Sure, the Wizards should set their sights higher than losing in the first or second round, but there is something to be said about stability for a team that hasn't really had it since the Carter administration. And there is also something to be said about trying to build on what they have, rather than tearing it down and starting over.

It's not easy to go from middle of the road to great, but other teams have done it. In fact, most of the top teams in today's NBA didn't get there by tanking. 

The Rockets made trades for James Harden and Chris Paul and drafted Clint Capela 25th overall. The Raptors traded for Kawhi Leonard and Kyle Lowry and took Pascal Siakam with the 27th pick.

The Bucks got Giannis Antetokounmpo with the 15th pick, Eric Bledsoe and Khris Middleton in trades and Malcolm Brogdon with a second round selection. The Nuggets drafted Nikola Jokic in the second round and got Gary Harris with a trade for the 19th pick.

The Warriors, though they had some lean years before their meteoric rise, basically built their team without any really high draft picks. They took Stephen Curry seventh, but also got Klay Thompson 11th and Draymond Green in the second round.

What Leonsis hopes to happen is a parallel to his Washington Capitals of the NHL. When it appeared they had hit a wall, some minor changes helped them break through to win a Stanley Cup in 2018.

The NBA is different, and the Wizards aren't a few small tweaks from toppling the Warriors, but perhaps Leonsis' patience will pay off. Maybe the Wizards will get a healthy version of Wall back, and the ascension of Beal and Porter will lead to them winning 50 games or going to the Eastern Conference Finals for the first time since 1979.

There are fans out there who want dramatic changes. They want more than a first round playoff exit. Leonsis, of course, does as well, but he believes staying the course is the best path forward to getting there. Only time will tell if he's right.

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    Would Ravens fans welcome Steelers WR Antonio Brown?

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    USA Today Sports

    Would Ravens fans welcome Steelers WR Antonio Brown?

    If there’s one Raven who knows just how difficult it is to cover Steelers wide receiver Antonio Brown, it’s Marlon Humphrey.

    The second-year cornerback out of Alabama rose to the top of the team’s depth chart in the secondary this season and was rewarded with the chance to cover the consensus top pass catcher in football over the last half-decade.

    It’s not newsworthy to tell you that Antonio Brown is an elite receiver. In Week 14 of the 2017 season, with top CB Jimmy Smith on the bench, Brown roasted the Ravens secondary for 213 yards on 11 catches. And in two games this past season with Humphrey following him, Brown combined for 104 yards on 10 catches and a touchdown in each game.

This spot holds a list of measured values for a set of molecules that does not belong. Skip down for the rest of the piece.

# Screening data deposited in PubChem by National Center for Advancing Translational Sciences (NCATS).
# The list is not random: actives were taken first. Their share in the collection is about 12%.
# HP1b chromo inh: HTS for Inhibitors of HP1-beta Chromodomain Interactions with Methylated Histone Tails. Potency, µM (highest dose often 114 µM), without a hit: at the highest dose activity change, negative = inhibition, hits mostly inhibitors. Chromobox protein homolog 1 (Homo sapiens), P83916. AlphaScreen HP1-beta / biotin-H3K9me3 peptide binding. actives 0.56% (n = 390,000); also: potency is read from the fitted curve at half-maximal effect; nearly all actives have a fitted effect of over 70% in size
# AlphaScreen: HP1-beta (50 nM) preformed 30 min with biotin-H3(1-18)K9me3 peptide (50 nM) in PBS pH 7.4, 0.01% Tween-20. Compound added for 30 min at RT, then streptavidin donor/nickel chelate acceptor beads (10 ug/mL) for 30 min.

What is newsworthy is the Steelers potentially shopping Brown, after numerous reports of locker room struggles and diva qualities from the star. And since he knows just how dangerous Brown can be, it makes sense that Humphrey would prefer to see him in purple and black.

    Fans of every team have imagined what it would be like to see Brown in their colors, scoring touchdowns and racking up big yardage. It’s no surprise that players would imagine it as well.

    He hasn't had fewer than 1,284 yards or 8 touchdowns in any season since 2012, but Brown will be 31 by the start of next season, so there probably aren't too many elite seasons left. For the time being, however, Brown would be a major addition for any team.

    That goes double for the Ravens, who would A) take a playmaker away from their biggest rivals, and B) finally give themselves a star receiver, something they haven’t had on the roster since Anquan Boldin during the Super Bowl run.

    While no team wants to add an alleged diva to their locker room, the Ravens have historically believed in the strength and leadership of their veterans, and therefore haven’t shied away from problematic players.

    With John Harbaugh running things and Eric Weddle and Terrell Suggs in the locker room (none of whom are guaranteed for 2019, to be fair), the Ravens will likely trust their infrastructure and focus on talent when adding to the roster this offseason, and Brown certainly is talented.

    Even Humphrey recognizes it’s a longshot, however. Not only would it take a massive haul in draft picks and young talent, but the Ravens would need to create some cap room that’s already needed to fill other holes on the roster.

    Plus, it’s hard to imagine the Steelers allowing their best player to go to their most hated rival if they can help it, so Baltimore would likely be forced to overpay even more than other teams to pry away Brown. Even if they could make it happen, how would fans react to adding a player they've hated for so long?

    When asked about potentially bringing in both Brown and star running back Le’Veon Bell from Pittsburgh to Baltimore, Humphrey could only laugh.

    Some things really would be too good to be true. It’s still fun to speculate, though, and Lamar Jackson throwing up long touchdowns to Brown would be a sight to behold.

    If anything else, it’d just be nice to get Brown out of the black and gold. Just ask Marlon Humphrey.